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Three cheers for Senate Micro’s

Posted By Joanne Nova On September 13, 2013 @ 1:21 pm In Global Warming | Comments Disabled

We have discussed this issue at length on The Senate-Rage! post. I’ve taken those thoughts a bit further in an Op-Ed in The Australian today. There are no comments allowed there so here is a thread for further thoughts and feedback on our new Senate and whether we need to revamp the system. This is my first purely political op-Ed. I find it surprising that almost no one, on any side of politics, is speaking out for the little guys and the disaffected voter. Bob Brown (former Greens senator) calls it a “scandal” of “legally induced frauding”, that “must” change, so I know I am onto something. He thinks Liberal voters don’t know the difference between “liberals” and “liberal dems” and that “Stop The Greens” might fool Green supporters. How stupid are the voters. Really?  — Jo


Three cheers for micros

UNLEASH the sanctimony! Practically everyone on all sides of mainstream politics is not pleased with the success of the micro-parties in the Senate election. For goodness’ sake, car-loving, sports-crazy Australians may have elected car-loving, sports-mad senators. Is that so bad?

The not-quite-elected souls have barely uttered a word in public, but apparently this is such a disaster we need to remake the Senate voting system. Not so fast, I say. This is a beautiful representative democracy at work.

There are cries that no one should be elected on 0.22 per cent of first preferences – but if only first preferences count, why do we number the rest?

About 23 per cent of Australians placed a mini or micro-party first in the Senate list. Does it matter that they peppered their first vote across the board, and it gradually coalesced into a quota? Shouldn’t they have some representation?

Those with God-like insight say ignorant voters “accidentally” voted the wrong people in. How arrogant. Possibly many of those 23 per cent would prefer any of the candidates in the top half of their list to the standard political players. A guy that rebuilds cars for a hobby is probably better connected to their reality than a Monash graduate in Marx and Evgeny Pashukanis such as Adam Bandt. Parliament was once full of people without doctorates in international politics. Somehow it worked.

How about some respect for citizens who want a senator more like them than a suited lifelong career apparatchik? The 23 per cent vote for non-mainstream parties translates to about seven seats out of 40. Where is the injustice?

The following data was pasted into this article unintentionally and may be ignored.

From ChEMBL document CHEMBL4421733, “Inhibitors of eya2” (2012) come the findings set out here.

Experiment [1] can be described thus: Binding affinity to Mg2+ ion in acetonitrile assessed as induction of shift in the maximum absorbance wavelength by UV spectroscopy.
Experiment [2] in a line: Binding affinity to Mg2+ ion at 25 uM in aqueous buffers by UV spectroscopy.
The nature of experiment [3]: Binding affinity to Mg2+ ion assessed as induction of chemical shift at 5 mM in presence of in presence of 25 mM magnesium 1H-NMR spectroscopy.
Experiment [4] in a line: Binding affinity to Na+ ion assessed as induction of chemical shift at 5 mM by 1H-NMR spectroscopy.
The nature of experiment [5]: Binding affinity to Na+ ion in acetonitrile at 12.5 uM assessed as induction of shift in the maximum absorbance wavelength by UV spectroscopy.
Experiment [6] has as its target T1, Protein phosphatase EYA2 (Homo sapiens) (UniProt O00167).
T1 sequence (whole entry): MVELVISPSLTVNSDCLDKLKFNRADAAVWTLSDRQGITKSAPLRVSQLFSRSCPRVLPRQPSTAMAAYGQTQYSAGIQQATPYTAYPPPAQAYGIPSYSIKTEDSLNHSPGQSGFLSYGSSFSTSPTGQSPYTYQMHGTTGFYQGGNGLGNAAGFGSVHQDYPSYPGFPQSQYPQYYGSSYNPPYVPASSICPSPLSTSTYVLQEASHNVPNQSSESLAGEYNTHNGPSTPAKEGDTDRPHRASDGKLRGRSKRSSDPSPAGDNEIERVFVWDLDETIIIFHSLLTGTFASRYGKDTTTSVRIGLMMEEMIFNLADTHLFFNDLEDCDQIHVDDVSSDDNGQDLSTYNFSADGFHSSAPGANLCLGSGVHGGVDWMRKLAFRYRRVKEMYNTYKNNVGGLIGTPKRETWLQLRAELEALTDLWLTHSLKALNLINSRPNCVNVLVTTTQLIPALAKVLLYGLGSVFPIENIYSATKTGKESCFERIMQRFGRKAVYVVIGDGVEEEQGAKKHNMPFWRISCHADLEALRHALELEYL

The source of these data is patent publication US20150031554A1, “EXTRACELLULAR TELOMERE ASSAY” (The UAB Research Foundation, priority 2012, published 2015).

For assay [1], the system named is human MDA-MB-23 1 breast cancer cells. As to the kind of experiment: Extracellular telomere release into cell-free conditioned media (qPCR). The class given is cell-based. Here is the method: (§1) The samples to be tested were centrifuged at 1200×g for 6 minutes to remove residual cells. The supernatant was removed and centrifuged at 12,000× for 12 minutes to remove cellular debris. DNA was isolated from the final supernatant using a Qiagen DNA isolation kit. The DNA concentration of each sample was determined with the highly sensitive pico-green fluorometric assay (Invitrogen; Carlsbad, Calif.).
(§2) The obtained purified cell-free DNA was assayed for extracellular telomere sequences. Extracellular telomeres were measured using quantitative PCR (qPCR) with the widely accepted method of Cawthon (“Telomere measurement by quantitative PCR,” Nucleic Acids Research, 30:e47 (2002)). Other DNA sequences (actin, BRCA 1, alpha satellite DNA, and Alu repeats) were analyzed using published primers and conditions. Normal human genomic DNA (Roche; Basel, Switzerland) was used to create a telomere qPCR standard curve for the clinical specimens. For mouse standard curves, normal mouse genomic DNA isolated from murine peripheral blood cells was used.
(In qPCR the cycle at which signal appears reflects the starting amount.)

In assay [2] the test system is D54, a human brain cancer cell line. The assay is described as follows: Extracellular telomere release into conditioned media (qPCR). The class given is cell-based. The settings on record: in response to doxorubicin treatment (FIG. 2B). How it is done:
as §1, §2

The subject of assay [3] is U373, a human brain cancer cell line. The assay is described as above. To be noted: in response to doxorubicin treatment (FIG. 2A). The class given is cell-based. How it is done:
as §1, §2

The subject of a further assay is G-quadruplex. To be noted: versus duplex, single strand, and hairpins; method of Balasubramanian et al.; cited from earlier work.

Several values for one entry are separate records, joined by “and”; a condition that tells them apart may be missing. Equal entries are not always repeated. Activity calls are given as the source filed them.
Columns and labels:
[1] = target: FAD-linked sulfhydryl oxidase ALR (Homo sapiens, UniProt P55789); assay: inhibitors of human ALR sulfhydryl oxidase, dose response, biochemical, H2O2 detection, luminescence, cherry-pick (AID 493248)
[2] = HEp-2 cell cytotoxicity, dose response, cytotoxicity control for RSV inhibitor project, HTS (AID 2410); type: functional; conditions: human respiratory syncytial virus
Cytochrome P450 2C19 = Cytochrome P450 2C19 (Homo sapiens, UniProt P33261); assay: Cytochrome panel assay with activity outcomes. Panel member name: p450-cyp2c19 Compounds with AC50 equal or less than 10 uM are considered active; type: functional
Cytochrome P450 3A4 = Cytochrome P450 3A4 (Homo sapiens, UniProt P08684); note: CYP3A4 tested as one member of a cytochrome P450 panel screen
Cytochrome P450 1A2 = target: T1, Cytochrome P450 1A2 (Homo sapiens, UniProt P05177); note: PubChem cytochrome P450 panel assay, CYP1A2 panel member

The choice of anyone-but-a-major party is still a choice, and most are conservative, right-leaning or libertarian, which matches the swing at this election. It hardly looks random. The commentariat patronisingly complains that above-the-line voters had no idea where their preferences went, but the minor parties were more likely to preference parties with similar policies.

People choosing a “sports” or “motoring” or “liberal dem” ticket probably made a calculated bet that their votes would end up with a non-major, non-politically-correct candidate, which appears to have paid off.

Perhaps the problem is not with the Senate system but with the four major parties that seemingly don’t cater to nearly a quarter of the population.

The media complains that the voters couldn’t know who they were voting for. Whose fault is that? It practically excluded the micro-parties before the election, when voters were looking for information. Yet after they won, the ad hominem attacks began in prime time almost before the candidates had spoken. In comparison, the ABC has still hardly covered aspects of Julia Gillard’s past under investigation by police.

The ABC’s priorities speak volumes. We see Ricky Muir camping in an old YouTube video after the election – but were never told before the election that that the Motoring Enthusiast Party promotes civil liberties and personal responsibility and dislikes the nanny state.

When like-minded people split into many one-issue parties, they are competing the only way they can – effectively advertising their policies through the ballot paper. What chance have they got, – unless they are sponsored by a billionaire? Is it so bad that they cluster into groups that preference each other? If the media gave them half a chance, disaffected citizens wouldn’t need to do a calculated punt.

As for claims that the small players are gaming the system, the large players get tax funds, donations and free media access, and they set the rules. They can work to keep the smaller players out. Aren’t they the gamers?

For real gaming, if a minor party called themselves, say, the Small Tax Party, then funnelled votes to the Greens, that would be dishonest. But if the media were doing its job, this trick would be exposed.

As it happens, the Australian Sports Party wasn’t far behind the Democrats in Western Australia on first preferences. Would anyone be whining if the Democrats had won a Senate seat?

It remains to be seen how these Senators perform, but let’s judge them by their performance and their popularity. People who call it a lottery ignore that voters may well have got what they wanted, unlike the voters of Lyne and New England in 2010.

The outrage is out of proportion. None of these micro-parties will hold the balance of power by itself. They will have to compete, and that will limit the wheeling and dealing.

Shame on all the Liberal commentators who want to keep out the competition. How unliberal.

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